>Well maybe it didn't used to hit with such a force? Did you
>ever think of that?

Response: Rolling my eyes.
>
>Yeah, and I bet a lot of beetles died along the way.
>Evolution has produced many specialized animals, plants,
>insects, any living thing, you could list 'em all day, but
>you're not really doing anything to disprove them,
>scientifically.

Response: Define science.

------------
En arche en 'o logos, kai 'o logos en pros ton Theon, kai Theos en logos

  

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johnny_domino
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114. "can't even argue with you"
In response to Reply # 110


  

          

Because you have no content. Since you don't seem to understand what a fossil actually is or the conditions that form one (or the work involved in digging one up), I suggest you read those books that kindergarteners read on dinosaurs, before you attempt to debate. You also seem to have no understanding of how evolution works, as animals gradually build up the capabilities that we see today (the human ability of speech, and the highly evolved brain, the woodpecker you're so fond of that hits with such a force, the toxic beetle, etc.), so maybe you should do some basic reading on that too.

  

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40thStreetBlack
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93. "out of context;discussing gradual evol vs punct equilib"
In response to Reply # 79


  

          

The quote that you so aptly took out of context to further your agenda was specifically discussing the lack of transitional forms as would be expected from the old idea of gradualism in evolution; as you should know, Gould was one of the leading evolutionists bc he was one of the founders of the punctuated equilibria theory: that evolution largely moves foward in rapid bursts in small, isolated populations - as opposed to the old idea of slow, steady changes of entire populations w/ smooth gradual transitions from one form to another. THAT is the issue he was discussing in that qoute: that the fossil record points to evolution via punctuated equilibrium as opposed to gradual evolutionary transitions, *not* that there is no evidence of evolution in the fossil record.

Some more quotes from Gould that put this issue in the proper context, and render your argument null and void:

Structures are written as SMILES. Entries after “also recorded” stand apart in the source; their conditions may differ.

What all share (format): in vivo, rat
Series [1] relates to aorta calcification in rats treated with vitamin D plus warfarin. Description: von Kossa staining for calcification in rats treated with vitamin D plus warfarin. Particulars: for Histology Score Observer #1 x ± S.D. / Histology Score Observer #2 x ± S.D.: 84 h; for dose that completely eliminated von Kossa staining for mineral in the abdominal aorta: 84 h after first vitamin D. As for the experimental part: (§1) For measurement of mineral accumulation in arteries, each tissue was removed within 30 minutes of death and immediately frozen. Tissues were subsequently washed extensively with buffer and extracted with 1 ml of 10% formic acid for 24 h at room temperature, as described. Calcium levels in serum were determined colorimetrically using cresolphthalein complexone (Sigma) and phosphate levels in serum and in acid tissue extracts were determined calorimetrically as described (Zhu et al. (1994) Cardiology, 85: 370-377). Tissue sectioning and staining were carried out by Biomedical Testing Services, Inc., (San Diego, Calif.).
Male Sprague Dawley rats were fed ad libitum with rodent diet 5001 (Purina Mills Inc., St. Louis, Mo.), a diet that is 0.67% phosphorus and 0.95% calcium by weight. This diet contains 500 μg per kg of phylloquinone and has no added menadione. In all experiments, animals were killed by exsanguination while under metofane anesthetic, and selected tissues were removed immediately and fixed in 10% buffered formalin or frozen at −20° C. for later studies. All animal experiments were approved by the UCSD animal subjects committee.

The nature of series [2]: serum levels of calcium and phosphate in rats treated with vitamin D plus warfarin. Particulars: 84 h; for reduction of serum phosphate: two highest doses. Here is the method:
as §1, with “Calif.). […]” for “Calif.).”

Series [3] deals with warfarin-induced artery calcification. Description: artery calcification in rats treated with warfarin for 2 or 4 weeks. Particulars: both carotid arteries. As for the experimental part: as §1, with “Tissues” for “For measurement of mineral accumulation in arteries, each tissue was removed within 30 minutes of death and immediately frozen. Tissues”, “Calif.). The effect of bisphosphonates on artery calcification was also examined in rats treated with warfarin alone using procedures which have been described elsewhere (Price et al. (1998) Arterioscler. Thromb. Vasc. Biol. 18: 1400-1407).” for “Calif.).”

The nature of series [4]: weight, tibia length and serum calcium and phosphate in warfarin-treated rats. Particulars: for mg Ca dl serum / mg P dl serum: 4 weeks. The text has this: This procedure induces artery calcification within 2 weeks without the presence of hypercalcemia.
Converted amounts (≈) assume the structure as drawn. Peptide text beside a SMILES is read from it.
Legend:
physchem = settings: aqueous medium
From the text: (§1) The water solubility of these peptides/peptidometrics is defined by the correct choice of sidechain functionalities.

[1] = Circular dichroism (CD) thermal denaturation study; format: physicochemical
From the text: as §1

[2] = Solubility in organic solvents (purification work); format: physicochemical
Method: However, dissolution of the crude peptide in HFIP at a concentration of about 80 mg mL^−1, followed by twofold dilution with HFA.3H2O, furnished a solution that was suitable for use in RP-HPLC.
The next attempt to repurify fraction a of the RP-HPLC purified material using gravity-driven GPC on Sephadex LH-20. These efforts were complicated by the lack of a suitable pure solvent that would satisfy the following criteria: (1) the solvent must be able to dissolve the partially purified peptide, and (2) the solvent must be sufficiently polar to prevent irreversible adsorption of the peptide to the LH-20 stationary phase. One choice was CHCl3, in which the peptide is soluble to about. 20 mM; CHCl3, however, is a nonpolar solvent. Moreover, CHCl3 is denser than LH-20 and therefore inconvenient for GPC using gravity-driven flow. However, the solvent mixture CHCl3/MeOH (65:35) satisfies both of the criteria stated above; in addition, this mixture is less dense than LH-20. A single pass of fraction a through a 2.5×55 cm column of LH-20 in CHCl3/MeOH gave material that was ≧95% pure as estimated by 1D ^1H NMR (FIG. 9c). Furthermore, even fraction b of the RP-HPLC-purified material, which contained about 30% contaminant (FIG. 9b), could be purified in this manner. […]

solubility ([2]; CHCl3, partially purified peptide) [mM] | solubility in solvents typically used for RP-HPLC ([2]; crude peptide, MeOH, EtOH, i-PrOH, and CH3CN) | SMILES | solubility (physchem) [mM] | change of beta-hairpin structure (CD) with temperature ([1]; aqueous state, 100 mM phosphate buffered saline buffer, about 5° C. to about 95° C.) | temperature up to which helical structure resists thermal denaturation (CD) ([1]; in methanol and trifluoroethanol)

"Since we proposed punctuated equilibria to explain trends, it is infuriating to be quoted again and again by creationists - whether through design or stupidity, I do not know - as admitting that the fossil record includes no transitional forms. The punctuations occur at the level of species; directional trends (on the staircase model) are rife at the higher level of transitions within major groups."

"The supposed lack of intermediary forms in the fossil record remains the fundamental canard of current antievolutionism. Such transitional forms are sparse, to be sure, and for two sets of good reasons - geological (the gappiness of the fossil record) and biological (the episodic nature of evolutionary change, including patterns of punctuated equilibrium, and transition within small populations of limited geographic extent). But paleontologists have discovered several superb examples of intermediary forms and sequences, more than enough to convince any fair-minded skeptic about the reality of life’s physical genealogy."

"If you had given me a blank piece of paper and a blank check, I could not have drawn you a theoretical intermediate any better or more convincing than Ambulocetus. Those dogmatists who by verbal trickery can make white black, and black white, will never be convinced of anything, but Ambulocetus is the very animal that they proclaimed impossible in theory."

- so as johnny_domino said, GTFOOHWTBS.

As for some of the other supposed "problems" for evolutionists you mentioned:

- conscience,will, emotion, etc., likely arose with the development of language - the ability to formulate & communicate abstract thoughts & ideas. Either way, it is not a "problem" for evolutionists as you put it, bc it is not needed for evidence of human evolution.

- as for woodpeckers, that is :

"The unusual appearance of the woodpecker’s "tongue skeleton" has inspired creationists to use it as an example of a structure too bizarre to have evolved through chance mutations which produced functional intermediates. As the following information shows, however, the strange tongue of woodpeckers is actually just an elongated version of that found in all birds, and is in fact a perfect example of how anatomical structures can be shaped into new forms by mutations and natural selection."

- an explanation for how the bombadier beetle mechanism could have evolved is also .